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Superman Quits The Daily Planet To Start The Next Huffington Post

Superman quits longtime job at the Daily Planet

Superman’s alter ego, Clark Kent, is quitting his longtime position at The Daily Planet in order to start a news blog dedicated to truth, justice, and the American way.

Writer Scott Lobdell started his run on the DC Comics book last month and has announced that he plans to shake up the character’s already-shaken status quo, reports USA Today. The first step in that process? Putting Superman’s Clark Kent through a Jerry Maguire moment and having him quit the paper that has employed him since his early appearances in 1940.

“This is really what happens when a 27-year-old guy is behind a desk and he has to take instruction from a larger conglomerate with concerns that aren’t really his own,” Lobdell explains. “Superman is arguably the most powerful person on the planet, but how long can he sit at his desk with someone breathing down his neck and treating him like the least important person in the world?”

And you guessed it: Superman’s epic walkout will include a call to his journalistic peers to stand up for “truth, justice, and the American way.”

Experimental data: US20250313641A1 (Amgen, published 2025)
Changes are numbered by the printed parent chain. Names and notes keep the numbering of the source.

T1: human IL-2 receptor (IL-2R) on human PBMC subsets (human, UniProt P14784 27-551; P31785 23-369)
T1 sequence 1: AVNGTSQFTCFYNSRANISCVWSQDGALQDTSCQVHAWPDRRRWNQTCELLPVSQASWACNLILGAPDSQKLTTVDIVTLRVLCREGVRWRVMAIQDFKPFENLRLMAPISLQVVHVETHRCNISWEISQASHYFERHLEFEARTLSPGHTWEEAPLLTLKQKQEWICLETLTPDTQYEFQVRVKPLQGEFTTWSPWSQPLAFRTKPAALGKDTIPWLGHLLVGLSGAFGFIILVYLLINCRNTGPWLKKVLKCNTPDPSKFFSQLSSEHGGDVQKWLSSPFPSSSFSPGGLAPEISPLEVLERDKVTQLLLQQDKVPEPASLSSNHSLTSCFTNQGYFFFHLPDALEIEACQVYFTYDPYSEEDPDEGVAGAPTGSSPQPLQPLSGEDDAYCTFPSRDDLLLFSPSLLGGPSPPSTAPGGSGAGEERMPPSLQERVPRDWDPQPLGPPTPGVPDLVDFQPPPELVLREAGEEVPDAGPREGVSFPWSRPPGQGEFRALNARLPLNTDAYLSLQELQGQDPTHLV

“While it has its problems, there are a lot of good things to say about America and the American way, and I’m glad Clark is standing up for her,” says Lobdell, who also writes Superboy and Teen Titans for DC. “I’m happy to be involved in that and his declarations.”

So what’s next for Clark Kent? Hint: Jerry Maguire.

“Rather than Clark be this clownish suit that Superman puts on, we’re going to really see Clark come into his own in the next few years as far as being a guy who takes to the Internet and to the airwaves and starts speaking an unvarnished truth,” Lobdell explains. “He is more likely to start the next Huffington Post or the next Drudge Report than he is to go find someone else to get assignments or draw a paycheck from.”

Why the sudden and dramatic change with 70-years of comic book history? It’s all part of DC’s “soft-reboot” launch of their continuity, titled “The New 52,” in which the entire fictional universe hit the reset button (except for Batman, because you don’t fix what ain’t broke) including putting most superheroes at the beginning of their careers again. Superman, for instance, is barely known to the people of Metropolis, let alone the world, just yet. His marriage to Lois Lane was also magic-markered out in favor of a dalliance with Wonder Woman.

Do you read comic books? What do you think of the Superman relaunch? Do the new changes make the character more relevant?

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